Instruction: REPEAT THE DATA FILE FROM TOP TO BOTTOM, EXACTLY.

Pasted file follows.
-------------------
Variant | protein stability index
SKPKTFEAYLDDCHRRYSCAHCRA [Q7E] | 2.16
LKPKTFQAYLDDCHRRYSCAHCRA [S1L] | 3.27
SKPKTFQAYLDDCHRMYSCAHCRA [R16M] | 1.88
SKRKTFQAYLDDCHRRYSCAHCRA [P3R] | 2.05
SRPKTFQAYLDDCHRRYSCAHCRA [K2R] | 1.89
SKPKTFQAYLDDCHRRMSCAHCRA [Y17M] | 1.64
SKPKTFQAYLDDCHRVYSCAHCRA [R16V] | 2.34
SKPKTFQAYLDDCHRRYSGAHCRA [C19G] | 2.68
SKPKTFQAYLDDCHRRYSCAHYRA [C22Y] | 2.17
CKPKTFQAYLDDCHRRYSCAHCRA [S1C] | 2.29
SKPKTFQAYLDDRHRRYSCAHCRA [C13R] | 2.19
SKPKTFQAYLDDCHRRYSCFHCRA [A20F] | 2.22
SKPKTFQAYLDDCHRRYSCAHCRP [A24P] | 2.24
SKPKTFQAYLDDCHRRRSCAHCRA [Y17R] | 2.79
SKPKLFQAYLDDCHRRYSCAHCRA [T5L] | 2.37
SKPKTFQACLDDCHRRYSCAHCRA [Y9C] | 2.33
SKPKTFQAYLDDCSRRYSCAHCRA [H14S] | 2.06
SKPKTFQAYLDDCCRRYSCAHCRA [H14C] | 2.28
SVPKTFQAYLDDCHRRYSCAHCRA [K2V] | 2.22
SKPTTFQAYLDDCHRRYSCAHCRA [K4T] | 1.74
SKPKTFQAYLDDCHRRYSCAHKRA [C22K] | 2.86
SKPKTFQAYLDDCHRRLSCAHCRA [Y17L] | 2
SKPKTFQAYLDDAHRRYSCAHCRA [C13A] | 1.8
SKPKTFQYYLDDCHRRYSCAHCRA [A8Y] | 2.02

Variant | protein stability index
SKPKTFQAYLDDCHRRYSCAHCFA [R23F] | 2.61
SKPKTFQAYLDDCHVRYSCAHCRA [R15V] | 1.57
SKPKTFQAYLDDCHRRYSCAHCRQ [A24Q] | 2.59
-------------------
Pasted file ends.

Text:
Variant | protein stability index
SKPKTFEAYLDDCHRRYSCAHCRA [Q7E] | 2.16
LKPKTFQAYLDDCHRRYSCAHCRA [S1L] | 3.27
SKPKTFQAYLDDCHRMYSCAHCRA [R16M] | 1.88
SKRKTFQAYLDDCHRRYSCAHCRA [P3R] | 2.05
SRPKTFQAYLDDCHRRYSCAHCRA [K2R] | 1.89
SKPKTFQAYLDDCHRRMSCAHCRA [Y17M] | 1.64
SKPKTFQAYLDDCHRVYSCAHCRA [R16V] | 2.34
SKPKTFQAYLDDCHRRYSGAHCRA [C19G] | 2.68
SKPKTFQAYLDDCHRRYSCAHYRA [C22Y] | 2.17
CKPKTFQAYLDDCHRRYSCAHCRA [S1C] | 2.29
SKPKTFQAYLDDRHRRYSCAHCRA [C13R] | 2.19
SKPKTFQAYLDDCHRRYSCFHCRA [A20F] | 2.22
SKPKTFQAYLDDCHRRYSCAHCRP [A24P] | 2.24
SKPKTFQAYLDDCHRRRSCAHCRA [Y17R] | 2.79
SKPKLFQAYLDDCHRRYSCAHCRA [T5L] | 2.37
SKPKTFQACLDDCHRRYSCAHCRA [Y9C] | 2.33
SKPKTFQAYLDDCSRRYSCAHCRA [H14S] | 2.06
SKPKTFQAYLDDCCRRYSCAHCRA [H14C] | 2.28
SVPKTFQAYLDDCHRRYSCAHCRA [K2V] | 2.22
SKPTTFQAYLDDCHRRYSCAHCRA [K4T] | 1.74
SKPKTFQAYLDDCHRRYSCAHKRA [C22K] | 2.86
SKPKTFQAYLDDCHRRLSCAHCRA [Y17L] | 2
SKPKTFQAYLDDAHRRYSCAHCRA [C13A] | 1.8
SKPKTFQYYLDDCHRRYSCAHCRA [A8Y] | 2.02

Variant | protein stability index
SKPKTFQAYLDDCHRRYSCAHCFA [R23F] | 2.61
SKPKTFQAYLDDCHVRYSCAHCRA [R15V] | 1.57
SKPKTFQAYLDDCHRRYSCAHCRQ [A24Q] | 2.59